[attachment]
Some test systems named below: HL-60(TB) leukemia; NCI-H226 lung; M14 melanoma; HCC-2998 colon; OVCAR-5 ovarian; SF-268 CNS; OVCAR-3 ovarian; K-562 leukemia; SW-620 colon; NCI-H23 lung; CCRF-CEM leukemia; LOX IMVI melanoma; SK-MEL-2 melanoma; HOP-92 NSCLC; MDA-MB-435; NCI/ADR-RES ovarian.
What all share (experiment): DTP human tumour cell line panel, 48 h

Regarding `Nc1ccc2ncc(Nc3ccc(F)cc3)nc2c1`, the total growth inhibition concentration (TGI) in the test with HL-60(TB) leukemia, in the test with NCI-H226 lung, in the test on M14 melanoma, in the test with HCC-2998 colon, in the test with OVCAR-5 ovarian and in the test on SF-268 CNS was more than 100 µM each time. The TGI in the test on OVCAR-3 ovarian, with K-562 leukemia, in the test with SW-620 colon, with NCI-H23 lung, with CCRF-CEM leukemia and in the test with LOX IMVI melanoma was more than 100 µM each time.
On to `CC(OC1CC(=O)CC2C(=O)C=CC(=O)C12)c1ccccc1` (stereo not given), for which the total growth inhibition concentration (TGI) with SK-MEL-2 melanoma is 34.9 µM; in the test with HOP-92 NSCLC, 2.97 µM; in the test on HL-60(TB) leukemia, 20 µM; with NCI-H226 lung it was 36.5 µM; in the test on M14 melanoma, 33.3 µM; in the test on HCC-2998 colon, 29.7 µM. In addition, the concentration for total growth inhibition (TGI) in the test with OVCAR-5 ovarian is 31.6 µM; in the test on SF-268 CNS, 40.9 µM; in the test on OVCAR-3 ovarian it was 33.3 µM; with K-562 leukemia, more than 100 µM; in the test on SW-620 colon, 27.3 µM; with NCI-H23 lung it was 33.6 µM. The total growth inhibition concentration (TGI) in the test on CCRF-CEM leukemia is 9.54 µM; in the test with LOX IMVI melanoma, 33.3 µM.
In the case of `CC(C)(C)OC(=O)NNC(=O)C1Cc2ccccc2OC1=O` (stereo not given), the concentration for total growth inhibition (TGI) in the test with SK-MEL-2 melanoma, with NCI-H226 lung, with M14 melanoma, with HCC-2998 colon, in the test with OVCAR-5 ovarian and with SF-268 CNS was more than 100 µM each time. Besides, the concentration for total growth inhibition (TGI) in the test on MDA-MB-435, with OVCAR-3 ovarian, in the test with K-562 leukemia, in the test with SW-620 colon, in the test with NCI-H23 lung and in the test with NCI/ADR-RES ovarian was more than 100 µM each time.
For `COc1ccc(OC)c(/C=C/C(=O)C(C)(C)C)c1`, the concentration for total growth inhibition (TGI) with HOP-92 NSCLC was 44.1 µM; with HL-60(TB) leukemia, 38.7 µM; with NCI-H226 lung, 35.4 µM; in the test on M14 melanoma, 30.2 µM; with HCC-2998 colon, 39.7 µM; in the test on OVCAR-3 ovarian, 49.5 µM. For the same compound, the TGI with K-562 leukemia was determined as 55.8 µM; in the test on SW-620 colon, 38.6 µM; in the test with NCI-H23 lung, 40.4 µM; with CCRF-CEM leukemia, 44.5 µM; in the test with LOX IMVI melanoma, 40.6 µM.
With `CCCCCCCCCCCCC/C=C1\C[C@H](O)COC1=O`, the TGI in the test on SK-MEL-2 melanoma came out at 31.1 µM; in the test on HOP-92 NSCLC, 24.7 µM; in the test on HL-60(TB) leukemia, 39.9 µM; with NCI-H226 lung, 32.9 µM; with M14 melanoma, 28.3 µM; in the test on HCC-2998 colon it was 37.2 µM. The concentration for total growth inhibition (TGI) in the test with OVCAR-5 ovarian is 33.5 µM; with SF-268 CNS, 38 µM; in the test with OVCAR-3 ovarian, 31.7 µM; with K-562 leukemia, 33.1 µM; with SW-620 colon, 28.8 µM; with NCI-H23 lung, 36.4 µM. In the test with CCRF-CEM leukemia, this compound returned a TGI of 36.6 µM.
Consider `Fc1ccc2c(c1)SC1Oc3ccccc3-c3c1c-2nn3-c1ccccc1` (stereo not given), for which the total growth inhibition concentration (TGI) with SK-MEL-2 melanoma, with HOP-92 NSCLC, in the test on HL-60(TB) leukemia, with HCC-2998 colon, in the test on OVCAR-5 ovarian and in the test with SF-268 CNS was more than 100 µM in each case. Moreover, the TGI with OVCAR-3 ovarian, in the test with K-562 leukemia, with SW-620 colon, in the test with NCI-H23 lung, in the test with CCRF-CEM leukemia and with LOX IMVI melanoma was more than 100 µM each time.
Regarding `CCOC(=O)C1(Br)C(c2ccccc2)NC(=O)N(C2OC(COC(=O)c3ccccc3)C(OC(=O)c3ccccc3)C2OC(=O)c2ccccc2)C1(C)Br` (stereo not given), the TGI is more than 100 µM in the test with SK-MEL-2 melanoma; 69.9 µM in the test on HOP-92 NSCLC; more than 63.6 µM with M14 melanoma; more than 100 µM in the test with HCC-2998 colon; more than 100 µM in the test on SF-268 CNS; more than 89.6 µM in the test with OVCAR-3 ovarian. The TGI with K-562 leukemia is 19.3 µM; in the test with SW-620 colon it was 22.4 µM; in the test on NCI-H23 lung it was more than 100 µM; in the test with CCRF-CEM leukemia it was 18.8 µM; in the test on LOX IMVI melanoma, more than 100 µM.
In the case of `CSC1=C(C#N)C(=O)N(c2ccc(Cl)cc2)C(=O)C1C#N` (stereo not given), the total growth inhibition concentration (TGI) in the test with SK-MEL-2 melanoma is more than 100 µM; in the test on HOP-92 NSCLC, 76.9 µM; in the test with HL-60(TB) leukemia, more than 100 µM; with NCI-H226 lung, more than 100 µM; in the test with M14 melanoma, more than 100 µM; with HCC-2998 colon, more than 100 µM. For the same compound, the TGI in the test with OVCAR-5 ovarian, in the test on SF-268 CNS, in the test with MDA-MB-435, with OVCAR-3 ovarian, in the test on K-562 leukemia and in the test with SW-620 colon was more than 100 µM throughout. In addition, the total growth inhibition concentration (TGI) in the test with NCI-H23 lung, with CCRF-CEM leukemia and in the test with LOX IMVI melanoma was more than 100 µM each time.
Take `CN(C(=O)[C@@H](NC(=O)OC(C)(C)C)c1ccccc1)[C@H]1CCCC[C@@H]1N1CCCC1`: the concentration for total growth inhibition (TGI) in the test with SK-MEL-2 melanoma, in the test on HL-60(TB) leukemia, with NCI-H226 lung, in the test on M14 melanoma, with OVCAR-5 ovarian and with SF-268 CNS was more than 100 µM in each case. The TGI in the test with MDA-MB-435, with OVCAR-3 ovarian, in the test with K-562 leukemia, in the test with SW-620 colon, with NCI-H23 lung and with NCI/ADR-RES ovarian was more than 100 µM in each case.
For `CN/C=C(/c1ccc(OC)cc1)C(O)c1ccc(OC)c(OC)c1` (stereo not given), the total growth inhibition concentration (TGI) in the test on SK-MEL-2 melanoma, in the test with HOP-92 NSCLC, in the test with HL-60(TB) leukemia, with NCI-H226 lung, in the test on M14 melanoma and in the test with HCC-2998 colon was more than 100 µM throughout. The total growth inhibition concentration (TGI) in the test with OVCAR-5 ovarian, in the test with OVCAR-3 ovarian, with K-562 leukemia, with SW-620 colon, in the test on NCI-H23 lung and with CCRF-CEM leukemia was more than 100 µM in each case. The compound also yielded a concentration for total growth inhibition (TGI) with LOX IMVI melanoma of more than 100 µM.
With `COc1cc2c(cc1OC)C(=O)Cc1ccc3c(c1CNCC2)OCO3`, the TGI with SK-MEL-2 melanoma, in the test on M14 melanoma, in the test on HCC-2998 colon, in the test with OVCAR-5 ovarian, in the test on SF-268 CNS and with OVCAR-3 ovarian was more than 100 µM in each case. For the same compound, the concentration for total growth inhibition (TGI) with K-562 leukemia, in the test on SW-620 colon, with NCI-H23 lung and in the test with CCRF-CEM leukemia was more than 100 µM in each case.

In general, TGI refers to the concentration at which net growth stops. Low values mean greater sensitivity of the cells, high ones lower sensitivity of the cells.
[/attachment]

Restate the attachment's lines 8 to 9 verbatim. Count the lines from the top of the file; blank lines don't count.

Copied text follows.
Consider `Fc1ccc2c(c1)SC1Oc3ccccc3-c3c1c-2nn3-c1ccccc1` (stereo not given), for which the total growth inhibition concentration (TGI) with SK-MEL-2 melanoma, with HOP-92 NSCLC, in the test on HL-60(TB) leukemia, with HCC-2998 colon, in the test on OVCAR-5 ovarian and in the test with SF-268 CNS was more than 100 µM in each case. Moreover, the TGI with OVCAR-3 ovarian, in the test with K-562 leukemia, with SW-620 colon, in the test with NCI-H23 lung, in the test with CCRF-CEM leukemia and with LOX IMVI melanoma was more than 100 µM each time.
Regarding `CCOC(=O)C1(Br)C(c2ccccc2)NC(=O)N(C2OC(COC(=O)c3ccccc3)C(OC(=O)c3ccccc3)C2OC(=O)c2ccccc2)C1(C)Br` (stereo not given), the TGI is more than 100 µM in the test with SK-MEL-2 melanoma; 69.9 µM in the test on HOP-92 NSCLC; more than 63.6 µM with M14 melanoma; more than 100 µM in the test with HCC-2998 colon; more than 100 µM in the test on SF-268 CNS; more than 89.6 µM in the test with OVCAR-3 ovarian. The TGI with K-562 leukemia is 19.3 µM; in the test with SW-620 colon it was 22.4 µM; in the test on NCI-H23 lung it was more than 100 µM; in the test with CCRF-CEM leukemia it was 18.8 µM; in the test on LOX IMVI melanoma, more than 100 µM.